The Stars of Heaven

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The Stars of Heaven
Origin Dublin, Ireland
Genres Indie pop
Years active 1985–1990
Labels Hotwire, Rough Trade
Associated acts The Revenants, The Drays
Past members Stephen Ryan
Stan Erraught
Peter O'Sullivan
Bernard Walsh

The Stars of Heaven were an Irish guitar pop band formed in Dublin in 1983. They released two albums on the Rough Trade label before splitting up in 1990.

History[edit]

The band was formed in 1983 by Stephen Ryan (vocals, guitar), Stan Erraught (guitar, formerly of The Peridots), Peter O'Sullivan (bass guitar), and Bernard Walsh (drums).[1] They were strongly influenced by The Byrds and Gram Parsons, even being labelled "Ireland's answer to The Byrds, Gram Parsons and the Velvet Underground all in one package".[2][3] After a début single on the Hotwire label ("Clothes of Pride") which received airplay from John Peel, they were signed by Rough Trade, who issued the album Sacred Heart Hotel in 1986, which reached number 11 on the UK Independent Chart.[1][2] Peel's patronage continued throughout their career, with the band recording four sessions for his BBC Radio 1 show, the first of which was included on Sacred Heart Hotel.[4][5] They also appeared on RTÉ television. They released a further single and EP ("Never Saw You"/The Holyhead EP) which was a top five hit on the independent chart, and in 1988, Rough Trade released their second and final album, Speak Slowly, which peaked at number 6.[1][2] Speak Slowly included the track The Lights of Tetouan although this was not released as a single.[6] The song is written by the band's singer, Stephen Ryan, about growing up on the south coast of Spain from where he could see the Moroccan town of Tetouan.[7] The Lights of Tetouan was covered (as The Lights of Te Touan) by Everything But the Girl on their 1994 EP Rollercoaster[8] Along with the original, as this version is a B-side, it is not widely known/available. However, it is available for listening/viewing online.[9]

The band split up shortly after the release of Speak Slowly,[10] with Ryan going on to form a new band, The Revenants, along with former members of The Would-Be's and Something Happens, who released two albums (Horse of a Different Colour and Septober Nowonder) in 1993 and 1995 respectively.[1] Erraught went on to form The Sewing Room, with Eamonn Davis and Colm Fitzpatrick from Hey Paulette, which released two albums and an EP during the mid-to-late 1990s.[11]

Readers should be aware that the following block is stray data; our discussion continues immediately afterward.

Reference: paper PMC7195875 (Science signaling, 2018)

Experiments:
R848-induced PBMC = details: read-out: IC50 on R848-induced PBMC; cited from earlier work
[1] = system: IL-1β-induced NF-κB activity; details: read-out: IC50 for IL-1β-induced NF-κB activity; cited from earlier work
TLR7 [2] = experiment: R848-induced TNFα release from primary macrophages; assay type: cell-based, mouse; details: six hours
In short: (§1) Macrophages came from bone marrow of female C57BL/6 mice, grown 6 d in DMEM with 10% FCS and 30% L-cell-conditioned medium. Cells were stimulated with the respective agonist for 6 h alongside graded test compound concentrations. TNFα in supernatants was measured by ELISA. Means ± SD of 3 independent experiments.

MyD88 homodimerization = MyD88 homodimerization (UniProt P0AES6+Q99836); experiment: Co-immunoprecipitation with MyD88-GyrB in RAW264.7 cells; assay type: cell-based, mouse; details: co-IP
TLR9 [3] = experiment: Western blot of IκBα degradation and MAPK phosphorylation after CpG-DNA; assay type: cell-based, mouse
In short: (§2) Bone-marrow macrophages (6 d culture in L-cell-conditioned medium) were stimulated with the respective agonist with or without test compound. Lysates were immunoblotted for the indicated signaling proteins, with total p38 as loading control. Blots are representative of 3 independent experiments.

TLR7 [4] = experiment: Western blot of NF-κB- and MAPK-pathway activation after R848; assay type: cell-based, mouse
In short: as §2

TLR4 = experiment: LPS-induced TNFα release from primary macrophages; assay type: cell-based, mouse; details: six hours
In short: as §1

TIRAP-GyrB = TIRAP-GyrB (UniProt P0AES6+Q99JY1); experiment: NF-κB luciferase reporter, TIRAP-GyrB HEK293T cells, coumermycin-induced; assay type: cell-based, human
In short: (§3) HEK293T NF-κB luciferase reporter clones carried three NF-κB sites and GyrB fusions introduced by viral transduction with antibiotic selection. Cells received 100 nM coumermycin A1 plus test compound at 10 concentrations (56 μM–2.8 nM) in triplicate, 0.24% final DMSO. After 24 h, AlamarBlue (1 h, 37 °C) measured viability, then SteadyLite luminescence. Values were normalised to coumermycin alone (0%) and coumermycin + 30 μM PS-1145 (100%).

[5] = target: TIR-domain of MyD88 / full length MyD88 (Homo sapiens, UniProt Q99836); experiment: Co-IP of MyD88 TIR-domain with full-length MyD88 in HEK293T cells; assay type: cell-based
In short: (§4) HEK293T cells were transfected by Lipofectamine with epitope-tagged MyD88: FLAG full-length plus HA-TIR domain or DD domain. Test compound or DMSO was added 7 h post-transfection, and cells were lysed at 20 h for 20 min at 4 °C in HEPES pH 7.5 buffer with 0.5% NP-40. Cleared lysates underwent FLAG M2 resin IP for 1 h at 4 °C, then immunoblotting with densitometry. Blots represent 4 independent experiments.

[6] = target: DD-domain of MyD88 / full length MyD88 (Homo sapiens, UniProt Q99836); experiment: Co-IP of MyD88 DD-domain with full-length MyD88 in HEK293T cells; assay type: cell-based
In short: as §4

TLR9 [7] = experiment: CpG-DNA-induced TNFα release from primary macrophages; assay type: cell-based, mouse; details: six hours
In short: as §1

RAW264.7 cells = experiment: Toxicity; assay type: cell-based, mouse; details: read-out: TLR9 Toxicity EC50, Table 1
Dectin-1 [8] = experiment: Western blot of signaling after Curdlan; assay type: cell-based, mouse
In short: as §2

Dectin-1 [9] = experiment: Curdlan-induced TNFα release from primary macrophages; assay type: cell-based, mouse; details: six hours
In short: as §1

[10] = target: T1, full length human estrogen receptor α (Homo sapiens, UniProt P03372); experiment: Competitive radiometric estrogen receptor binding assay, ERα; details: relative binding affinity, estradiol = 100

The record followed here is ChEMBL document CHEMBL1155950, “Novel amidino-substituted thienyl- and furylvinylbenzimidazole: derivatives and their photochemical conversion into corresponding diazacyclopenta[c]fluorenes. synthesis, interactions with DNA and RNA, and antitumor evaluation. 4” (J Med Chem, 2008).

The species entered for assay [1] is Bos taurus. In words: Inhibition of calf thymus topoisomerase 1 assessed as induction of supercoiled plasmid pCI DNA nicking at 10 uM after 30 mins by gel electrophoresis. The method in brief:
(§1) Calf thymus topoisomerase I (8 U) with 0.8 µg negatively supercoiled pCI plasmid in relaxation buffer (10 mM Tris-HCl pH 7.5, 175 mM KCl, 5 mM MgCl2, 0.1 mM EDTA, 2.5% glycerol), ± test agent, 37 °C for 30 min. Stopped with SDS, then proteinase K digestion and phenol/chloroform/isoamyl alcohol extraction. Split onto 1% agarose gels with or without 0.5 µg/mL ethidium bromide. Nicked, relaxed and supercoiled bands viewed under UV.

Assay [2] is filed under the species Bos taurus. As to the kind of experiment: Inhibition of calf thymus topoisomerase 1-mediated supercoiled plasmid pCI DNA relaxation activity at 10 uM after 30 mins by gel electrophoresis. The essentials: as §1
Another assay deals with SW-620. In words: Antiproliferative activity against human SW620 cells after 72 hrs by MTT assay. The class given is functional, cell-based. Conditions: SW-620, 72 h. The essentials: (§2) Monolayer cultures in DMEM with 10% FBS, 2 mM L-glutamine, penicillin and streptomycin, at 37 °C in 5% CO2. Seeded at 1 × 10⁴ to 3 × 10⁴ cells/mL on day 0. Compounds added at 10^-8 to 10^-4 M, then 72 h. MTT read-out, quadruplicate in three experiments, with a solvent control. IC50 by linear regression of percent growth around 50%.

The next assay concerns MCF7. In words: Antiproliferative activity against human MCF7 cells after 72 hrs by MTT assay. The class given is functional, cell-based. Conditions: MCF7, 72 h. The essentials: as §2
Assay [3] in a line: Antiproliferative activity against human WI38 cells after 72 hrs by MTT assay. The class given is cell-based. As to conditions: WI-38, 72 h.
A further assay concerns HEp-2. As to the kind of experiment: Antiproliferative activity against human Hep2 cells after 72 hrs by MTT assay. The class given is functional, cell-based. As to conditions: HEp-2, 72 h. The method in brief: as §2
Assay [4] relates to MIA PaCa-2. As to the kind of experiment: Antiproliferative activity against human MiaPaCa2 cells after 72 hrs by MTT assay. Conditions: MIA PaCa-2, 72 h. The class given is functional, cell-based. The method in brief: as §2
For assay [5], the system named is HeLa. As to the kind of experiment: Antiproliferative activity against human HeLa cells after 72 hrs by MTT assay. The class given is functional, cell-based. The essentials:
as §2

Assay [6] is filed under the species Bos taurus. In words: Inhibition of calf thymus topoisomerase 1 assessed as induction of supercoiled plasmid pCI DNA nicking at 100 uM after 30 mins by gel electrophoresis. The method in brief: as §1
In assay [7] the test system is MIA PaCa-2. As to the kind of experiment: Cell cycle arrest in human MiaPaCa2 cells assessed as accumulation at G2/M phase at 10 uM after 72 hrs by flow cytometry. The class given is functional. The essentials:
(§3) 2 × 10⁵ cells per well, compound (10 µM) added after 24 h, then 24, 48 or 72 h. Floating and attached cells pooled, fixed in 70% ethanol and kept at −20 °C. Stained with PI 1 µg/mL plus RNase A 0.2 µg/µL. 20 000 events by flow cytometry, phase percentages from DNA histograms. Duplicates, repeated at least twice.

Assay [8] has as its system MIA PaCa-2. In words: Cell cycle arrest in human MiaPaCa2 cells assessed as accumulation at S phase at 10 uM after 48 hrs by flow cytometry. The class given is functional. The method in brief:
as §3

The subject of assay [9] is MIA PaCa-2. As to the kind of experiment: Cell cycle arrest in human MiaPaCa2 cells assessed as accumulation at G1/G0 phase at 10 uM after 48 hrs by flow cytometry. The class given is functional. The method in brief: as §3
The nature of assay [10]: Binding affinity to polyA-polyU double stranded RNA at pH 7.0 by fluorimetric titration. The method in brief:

In 2009 the group's two albums were made available as a free download from the Independent Records website.[12]

Discography[edit]

Albums[edit]

  • Sacred Heart Hotel (1986), Rough Trade - UK Indie #11
  • Speak Slowly (1988), Rough Trade - UK Indie #6
Compilations
  • Rain on the Sea (1987), Rough Trade - Sacred Heart Hotel + The Holyhead EP
  • Unfinished Dreaming (1999), Independent

Singles, EPs[edit]

  • "Clothes of Pride" (1985), Hotwire
  • "Never Saw You" (1987), Rough Trade
  • The Holyhead EP (1987), Rough Trade - UK Indie #5

References[edit]

  1. ^ a b c d Strong, Martin C. (2003) "Stars of Heaven" in The Great Indie Discography, Canongate, ISBN 1-84195-335-0, p. 523
  2. ^ a b c Lazell, Barry (1998) Indie Hits 1980-1989, Cherry Red Books, ISBN 0-9517206-9-4, p. 216
  3. ^ Young, Rob (2006) Rough Trade: Labels Unlimited, Black Dog Publishing, ISBN 978-1-904772-47-7, p. 174
  4. ^ "Stars of Heaven", Keeping It Peel, BBC, retrieved 2010-10-10
  5. ^ Smillie, Christian "Sacred Heart Hotel Review", Allmusic, retrieved 2010-10-10
  6. ^ "Irish Rock Discography: The Stars Of Heaven". Irishrock.org. Retrieved 2012-04-01. 
  7. ^ "I Walk With The Homeless". Outsideleft. 2007-03-21. Retrieved 2012-04-01. 
  8. ^ "Rollercoaster EP - Everything But the Girl". AllMusic. Retrieved 2012-04-01. 
  9. ^ "The Lights of Tetouan". YouTube. 2016-03-12. Retrieved 2017-01-18. 
  10. ^ Smillie, Christian "Speak Slowly Review", Allmusic, retrieved 2010-10-10
  11. ^ Stephen Rennicks (2014-08-26). "The Sewing Room". Abstract Analogue. Retrieved 2017-01-18. 
  12. ^ Donal Hunt (2009-08-28). "Independent Records". Independentrecords.ie. Retrieved 2012-04-01.